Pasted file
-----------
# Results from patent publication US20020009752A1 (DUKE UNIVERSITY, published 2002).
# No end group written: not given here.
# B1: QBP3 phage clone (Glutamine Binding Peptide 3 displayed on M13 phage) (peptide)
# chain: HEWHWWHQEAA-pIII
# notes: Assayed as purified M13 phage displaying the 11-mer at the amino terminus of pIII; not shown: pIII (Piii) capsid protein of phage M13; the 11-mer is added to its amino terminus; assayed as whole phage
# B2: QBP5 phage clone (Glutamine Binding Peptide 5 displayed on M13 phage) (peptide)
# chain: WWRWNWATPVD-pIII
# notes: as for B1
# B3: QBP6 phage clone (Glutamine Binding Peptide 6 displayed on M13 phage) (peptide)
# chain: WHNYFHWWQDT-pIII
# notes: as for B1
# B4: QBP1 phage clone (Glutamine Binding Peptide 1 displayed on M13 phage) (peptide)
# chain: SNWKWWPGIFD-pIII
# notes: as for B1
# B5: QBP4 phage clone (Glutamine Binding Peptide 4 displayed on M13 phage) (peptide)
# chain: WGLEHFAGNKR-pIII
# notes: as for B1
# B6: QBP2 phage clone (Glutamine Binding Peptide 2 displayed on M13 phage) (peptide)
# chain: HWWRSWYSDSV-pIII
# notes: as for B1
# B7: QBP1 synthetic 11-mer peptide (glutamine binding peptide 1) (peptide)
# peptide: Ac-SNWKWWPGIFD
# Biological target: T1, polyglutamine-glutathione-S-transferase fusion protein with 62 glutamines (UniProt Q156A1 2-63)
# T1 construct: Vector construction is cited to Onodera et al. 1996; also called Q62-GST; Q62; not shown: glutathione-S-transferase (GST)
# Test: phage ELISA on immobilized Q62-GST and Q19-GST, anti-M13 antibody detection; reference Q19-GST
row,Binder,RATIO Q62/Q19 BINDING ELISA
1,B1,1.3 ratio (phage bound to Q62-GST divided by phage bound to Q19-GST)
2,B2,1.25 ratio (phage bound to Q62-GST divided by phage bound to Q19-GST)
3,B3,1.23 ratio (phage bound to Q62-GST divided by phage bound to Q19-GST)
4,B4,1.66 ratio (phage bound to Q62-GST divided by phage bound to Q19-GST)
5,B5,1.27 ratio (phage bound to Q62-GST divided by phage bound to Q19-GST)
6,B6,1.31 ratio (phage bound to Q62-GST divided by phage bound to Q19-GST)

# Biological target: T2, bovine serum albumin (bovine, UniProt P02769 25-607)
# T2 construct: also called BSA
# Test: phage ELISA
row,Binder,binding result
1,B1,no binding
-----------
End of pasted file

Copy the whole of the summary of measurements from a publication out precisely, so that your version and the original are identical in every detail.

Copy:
# Results from patent publication US20020009752A1 (DUKE UNIVERSITY, published 2002).
# No end group written: not given here.
# B1: QBP3 phage clone (Glutamine Binding Peptide 3 displayed on M13 phage) (peptide)
# chain: HEWHWWHQEAA-pIII
# notes: Assayed as purified M13 phage displaying the 11-mer at the amino terminus of pIII; not shown: pIII (Piii) capsid protein of phage M13; the 11-mer is added to its amino terminus; assayed as whole phage
# B2: QBP5 phage clone (Glutamine Binding Peptide 5 displayed on M13 phage) (peptide)
# chain: WWRWNWATPVD-pIII
# notes: as for B1
# B3: QBP6 phage clone (Glutamine Binding Peptide 6 displayed on M13 phage) (peptide)
# chain: WHNYFHWWQDT-pIII
# notes: as for B1
# B4: QBP1 phage clone (Glutamine Binding Peptide 1 displayed on M13 phage) (peptide)
# chain: SNWKWWPGIFD-pIII
# notes: as for B1
# B5: QBP4 phage clone (Glutamine Binding Peptide 4 displayed on M13 phage) (peptide)
# chain: WGLEHFAGNKR-pIII
# notes: as for B1
# B6: QBP2 phage clone (Glutamine Binding Peptide 2 displayed on M13 phage) (peptide)
# chain: HWWRSWYSDSV-pIII
# notes: as for B1
# B7: QBP1 synthetic 11-mer peptide (glutamine binding peptide 1) (peptide)
# peptide: Ac-SNWKWWPGIFD
# Biological target: T1, polyglutamine-glutathione-S-transferase fusion protein with 62 glutamines (UniProt Q156A1 2-63)
# T1 construct: Vector construction is cited to Onodera et al. 1996; also called Q62-GST; Q62; not shown: glutathione-S-transferase (GST)
# Test: phage ELISA on immobilized Q62-GST and Q19-GST, anti-M13 antibody detection; reference Q19-GST
row,Binder,RATIO Q62/Q19 BINDING ELISA
1,B1,1.3 ratio (phage bound to Q62-GST divided by phage bound to Q19-GST)
2,B2,1.25 ratio (phage bound to Q62-GST divided by phage bound to Q19-GST)
3,B3,1.23 ratio (phage bound to Q62-GST divided by phage bound to Q19-GST)
4,B4,1.66 ratio (phage bound to Q62-GST divided by phage bound to Q19-GST)
5,B5,1.27 ratio (phage bound to Q62-GST divided by phage bound to Q19-GST)
6,B6,1.31 ratio (phage bound to Q62-GST divided by phage bound to Q19-GST)

# Biological target: T2, bovine serum albumin (bovine, UniProt P02769 25-607)
# T2 construct: also called BSA
# Test: phage ELISA
row,Binder,binding result
1,B1,no binding